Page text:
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University opens cutting-edge microelectronics manufacturing center

Binghamton University inaugurated its Center for Advanced Microelectronics Manufacturing (CAMM) facility today in a ceremony attended by business, political and community leaders. A collaborative effort by Binghamton University, Endicott Interconnect Technologies and Cornell University, the CAMM will pioneer microelectronics manufacturing research and development in a roll-to-roll (R2R) format. These efforts will result in flexible, rugged, lightweight electronic components and innovative products that will be critical to next-generation applications in areas such as military and homeland security, lighting, energy and power generation, displays, and product identification and tracking.

The CAMM is an integral component of Binghamton University’s New York State Center of Excellence in Small Scale Systems Integration and Packaging. As one of New York State’s most innovative initiatives, the Centers of Excellence (COE) support high technology ventures through a collaborative approach among the State, academia, private venture capital companies, and other private and public sector parties. As one of only six COE’s in New York, Binghamton University’s Center specializes in small-scale systems design, process development, prototyping, and manufacturing for academia and the microelectronics industry.

Plans for the CAMM were initiated in 2005 when the United States Display Consortium (USDC) selected Binghamton University to manage this new initiative.  The USDC provided $12 million in equipment to establish the CAMM, which is hosted by Endicott Interconnect Technologies and draws collaborative resources from Cornell University.

From the USDC’s initial collaboration, the CAMM has grown into a facility that consists of a 10,000 square foot area and clean room. It includes an integrated roll-to-roll flexible electronics prototype manufacturing line, and an associated microfabrication laboratory. CAMM facilities also include a precision lithography stepper, vacuum coaters, and an in-line defect inspection capability.

“Binghamton University is a world leader in small scale systems integration and packaging research,” said Binghamton University President Lois B. DeFleur. “The Center for Advanced Microelectronics Manufacturing offers an unparalleled research and development capability that will help businesses compete in the global marketplace and spur economic advancement in the Southern Tier, New York State and the nation.”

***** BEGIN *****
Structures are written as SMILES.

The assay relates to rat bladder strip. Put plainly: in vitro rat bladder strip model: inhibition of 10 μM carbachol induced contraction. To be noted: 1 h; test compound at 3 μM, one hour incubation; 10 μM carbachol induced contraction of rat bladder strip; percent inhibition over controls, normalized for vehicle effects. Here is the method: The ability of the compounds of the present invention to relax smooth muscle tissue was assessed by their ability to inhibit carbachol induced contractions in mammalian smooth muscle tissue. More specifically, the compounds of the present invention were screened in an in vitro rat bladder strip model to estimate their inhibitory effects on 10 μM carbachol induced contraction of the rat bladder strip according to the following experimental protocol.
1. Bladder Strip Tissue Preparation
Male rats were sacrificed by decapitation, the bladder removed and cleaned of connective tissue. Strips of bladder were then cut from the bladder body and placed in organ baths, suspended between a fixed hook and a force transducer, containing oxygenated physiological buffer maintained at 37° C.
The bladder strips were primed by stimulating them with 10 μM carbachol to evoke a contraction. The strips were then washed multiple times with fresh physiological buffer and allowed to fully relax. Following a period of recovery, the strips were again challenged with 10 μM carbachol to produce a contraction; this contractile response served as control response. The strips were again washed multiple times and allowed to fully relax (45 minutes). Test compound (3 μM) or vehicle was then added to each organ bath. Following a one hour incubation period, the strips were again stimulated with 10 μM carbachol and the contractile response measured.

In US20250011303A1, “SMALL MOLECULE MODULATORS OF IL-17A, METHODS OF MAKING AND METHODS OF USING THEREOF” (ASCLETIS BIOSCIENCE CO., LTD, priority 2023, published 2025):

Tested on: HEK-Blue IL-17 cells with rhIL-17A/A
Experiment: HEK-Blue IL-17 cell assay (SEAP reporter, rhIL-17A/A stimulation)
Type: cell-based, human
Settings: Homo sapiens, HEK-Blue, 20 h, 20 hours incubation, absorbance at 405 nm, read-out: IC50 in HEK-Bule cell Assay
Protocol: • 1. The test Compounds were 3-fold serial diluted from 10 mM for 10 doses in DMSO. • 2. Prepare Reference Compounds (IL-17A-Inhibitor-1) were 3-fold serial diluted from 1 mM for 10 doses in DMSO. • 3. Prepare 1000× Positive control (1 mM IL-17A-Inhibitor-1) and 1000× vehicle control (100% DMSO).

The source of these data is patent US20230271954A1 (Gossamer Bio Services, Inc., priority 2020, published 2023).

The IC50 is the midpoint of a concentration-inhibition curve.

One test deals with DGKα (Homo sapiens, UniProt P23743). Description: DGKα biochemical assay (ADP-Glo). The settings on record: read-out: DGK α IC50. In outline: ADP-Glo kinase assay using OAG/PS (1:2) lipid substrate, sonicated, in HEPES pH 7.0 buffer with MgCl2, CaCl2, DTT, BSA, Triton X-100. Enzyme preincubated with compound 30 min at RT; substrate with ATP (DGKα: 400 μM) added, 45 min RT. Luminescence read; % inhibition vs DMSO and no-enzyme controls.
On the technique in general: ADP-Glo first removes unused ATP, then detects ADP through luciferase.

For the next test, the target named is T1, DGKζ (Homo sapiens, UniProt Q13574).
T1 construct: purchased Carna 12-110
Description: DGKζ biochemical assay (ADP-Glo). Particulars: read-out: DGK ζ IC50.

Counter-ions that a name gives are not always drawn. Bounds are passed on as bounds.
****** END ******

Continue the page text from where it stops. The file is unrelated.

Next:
Currently, most advanced electronics components are produced on silicon or quartz wafers, or on plates of specialized glass in a “batch” process that has been the backbone of the integrated circuit (IC) and flat panel display (FPD) industries. A R2R process, which integrates electronics on flexible plastic means, in theory, that components can be produced more efficiently, at higher yields and at a lower cost than is common practice today and opens up potential new application areas for flexible electronics.

Directed by Bahgat Sammakia, professor of mechanical engineering and director of Binghamton University’s New York State Center of Excellence in Small Scale Systems Packaging Center, the CAMM will evaluate equipment and materials developed under the auspices of USDC, industry and its own research and development program that will be further developed into a fully-integrated prototype manufacturing line. The CAMM will also provide large-scale testing whereby academic and industrial research groups can test their work for manufacturing applicability without the high costs and risks typically associated with such activities.

Equipment is accessible to both the University community and private industry, which participates in the CAMM through paid membership fees and funded research programs. CAMM’s corporate members include Endicott Interconnect Technologies, General Electric, Kodak, Corning Incorporated, Texas Instruments and Samsung Electronics Company. Additional partners and supporters include the National Aeronautics and Space Administration, the Army Research Laboratory, and New York State Foundation for Science, Technology and Innovation.

The CAMM is also working in tandem with the U.S. Army-funded Flexible Display Center (FDC) at Arizona State University (Tempe, Ariz.) on display-related R&D. The FDC focuses on process development and pilot production of flexible backplanes and displays for U.S. Army platforms and eventually, commercial applications.

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